With the advent of genetic testing (see the MTHFR page on STTM), some people have discovered they have a Vitamin D25 Receptor Mutation, known as VDR BSM.

The VDR gene encodes your vitamin D receptor. If you have a mutation of this gene, it can influence the density of your bone minerals in a negative way, causing increased risk of osteoporosis or bone fractures. It might even contribute to hyperparathyroidism or Rickets Type II.

Folks with this mutation convert vitamin D to vitamin D1,25, the active form of Vitamin D, but their Total Vitamin D 25 (the 25-hydroxy vitamin D) may be low because it’s converting to the Vitamin D1,25. Unfortunately, doctors aren’t checking the Vitamin D1,25 levels, which has a short half life, and they and you need to.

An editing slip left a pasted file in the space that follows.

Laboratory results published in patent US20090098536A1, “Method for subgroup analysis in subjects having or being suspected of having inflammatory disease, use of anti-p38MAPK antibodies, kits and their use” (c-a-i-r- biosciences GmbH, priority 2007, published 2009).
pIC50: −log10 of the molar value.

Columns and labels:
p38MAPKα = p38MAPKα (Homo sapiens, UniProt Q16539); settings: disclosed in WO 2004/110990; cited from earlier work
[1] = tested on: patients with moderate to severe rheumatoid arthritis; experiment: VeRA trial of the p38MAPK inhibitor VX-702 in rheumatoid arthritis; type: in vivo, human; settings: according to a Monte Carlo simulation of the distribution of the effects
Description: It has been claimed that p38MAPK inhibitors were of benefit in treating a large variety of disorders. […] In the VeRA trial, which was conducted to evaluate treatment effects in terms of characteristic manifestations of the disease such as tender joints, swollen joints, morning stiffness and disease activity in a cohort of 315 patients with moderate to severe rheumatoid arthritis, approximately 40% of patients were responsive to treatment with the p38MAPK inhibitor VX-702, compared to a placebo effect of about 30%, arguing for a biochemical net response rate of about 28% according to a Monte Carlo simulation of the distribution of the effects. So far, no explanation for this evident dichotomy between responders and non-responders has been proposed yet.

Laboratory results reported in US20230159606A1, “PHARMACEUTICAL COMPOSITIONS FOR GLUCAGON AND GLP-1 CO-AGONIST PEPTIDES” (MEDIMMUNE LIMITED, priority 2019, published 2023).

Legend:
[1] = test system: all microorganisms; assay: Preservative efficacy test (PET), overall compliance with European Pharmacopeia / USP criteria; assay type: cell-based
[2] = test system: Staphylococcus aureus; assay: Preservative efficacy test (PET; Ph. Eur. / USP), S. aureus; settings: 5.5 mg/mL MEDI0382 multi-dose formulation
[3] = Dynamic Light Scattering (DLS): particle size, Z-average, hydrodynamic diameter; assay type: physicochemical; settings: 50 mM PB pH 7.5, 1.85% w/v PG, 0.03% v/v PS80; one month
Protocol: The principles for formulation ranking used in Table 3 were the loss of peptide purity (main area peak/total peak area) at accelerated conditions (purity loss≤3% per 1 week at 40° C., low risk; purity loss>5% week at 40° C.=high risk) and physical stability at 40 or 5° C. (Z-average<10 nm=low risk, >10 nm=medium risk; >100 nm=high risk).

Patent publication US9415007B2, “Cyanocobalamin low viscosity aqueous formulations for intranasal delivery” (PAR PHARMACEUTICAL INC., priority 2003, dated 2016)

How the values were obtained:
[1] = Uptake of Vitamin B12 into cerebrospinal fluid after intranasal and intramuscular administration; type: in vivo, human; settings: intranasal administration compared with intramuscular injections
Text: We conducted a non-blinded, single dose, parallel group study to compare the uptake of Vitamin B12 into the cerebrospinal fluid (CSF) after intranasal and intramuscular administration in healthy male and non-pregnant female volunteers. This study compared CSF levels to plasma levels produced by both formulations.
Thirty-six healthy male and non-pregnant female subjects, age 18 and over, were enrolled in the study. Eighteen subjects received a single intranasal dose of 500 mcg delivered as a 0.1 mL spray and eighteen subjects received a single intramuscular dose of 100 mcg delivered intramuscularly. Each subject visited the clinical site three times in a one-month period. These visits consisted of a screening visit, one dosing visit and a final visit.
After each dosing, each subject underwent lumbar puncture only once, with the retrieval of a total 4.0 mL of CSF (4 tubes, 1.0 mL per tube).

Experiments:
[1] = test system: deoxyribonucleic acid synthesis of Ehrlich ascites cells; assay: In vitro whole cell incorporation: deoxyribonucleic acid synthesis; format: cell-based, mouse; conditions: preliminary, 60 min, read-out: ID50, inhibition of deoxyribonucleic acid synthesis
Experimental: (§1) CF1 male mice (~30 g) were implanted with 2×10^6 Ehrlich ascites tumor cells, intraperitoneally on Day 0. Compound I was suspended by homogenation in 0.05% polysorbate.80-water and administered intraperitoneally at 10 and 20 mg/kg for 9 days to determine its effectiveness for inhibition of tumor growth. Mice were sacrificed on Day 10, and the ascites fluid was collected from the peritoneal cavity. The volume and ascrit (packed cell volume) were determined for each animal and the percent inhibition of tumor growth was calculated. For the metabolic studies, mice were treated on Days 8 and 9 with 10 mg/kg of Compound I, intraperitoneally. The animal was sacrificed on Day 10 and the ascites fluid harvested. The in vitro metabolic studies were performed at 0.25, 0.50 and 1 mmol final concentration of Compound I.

If you have too much of the active Vitamin D1,25, there is a possibility that the thyroid hormone T3 may not get to your cells well from being blocked thanks to the high D1,25. Says the website gettingstrong.org: “The excess 1,25-D can cause problems with other secosteroid receptors in the body, such as the thyroid receptor”. But we need more information to confirm this…so don’t take it as gospel yet!!

A high level of 1,25-dihydroxyvitamin D may occur when there is an excess parathyroid hormone or when there are diseases, such as sarcoidosis or some lymphomas, that can make 1,25-dihydroxyvitamin D outside of the kidneys.

Bottom line: it can be wise to check both D3 and D1,25.

Important note: STTM is an information-only site based on what many patients worldwide have reported in their treatment and wisdom over the years. This is not to be taken as personal medical advice, nor to replace a relationship with your doctor. By reading this information-only website, you take full responsibility for what you choose to do with this website's information or outcomes. See the Disclaimer and Terms of Use.